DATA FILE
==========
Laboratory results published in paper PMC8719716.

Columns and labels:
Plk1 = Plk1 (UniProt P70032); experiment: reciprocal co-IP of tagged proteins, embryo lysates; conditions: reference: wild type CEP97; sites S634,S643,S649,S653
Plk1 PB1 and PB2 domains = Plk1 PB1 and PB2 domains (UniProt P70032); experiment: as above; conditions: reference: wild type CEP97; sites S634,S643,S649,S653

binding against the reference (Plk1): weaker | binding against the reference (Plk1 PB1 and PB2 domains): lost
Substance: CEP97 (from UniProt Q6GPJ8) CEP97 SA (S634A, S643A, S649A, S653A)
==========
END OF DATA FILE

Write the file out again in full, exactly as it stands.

Laboratory results published in paper PMC8719716.

Columns and labels:
Plk1 = Plk1 (UniProt P70032); experiment: reciprocal co-IP of tagged proteins, embryo lysates; conditions: reference: wild type CEP97; sites S634,S643,S649,S653
Plk1 PB1 and PB2 domains = Plk1 PB1 and PB2 domains (UniProt P70032); experiment: as above; conditions: reference: wild type CEP97; sites S634,S643,S649,S653

binding against the reference (Plk1): weaker | binding against the reference (Plk1 PB1 and PB2 domains): lost
Substance: CEP97 (from UniProt Q6GPJ8) CEP97 SA (S634A, S643A, S649A, S653A)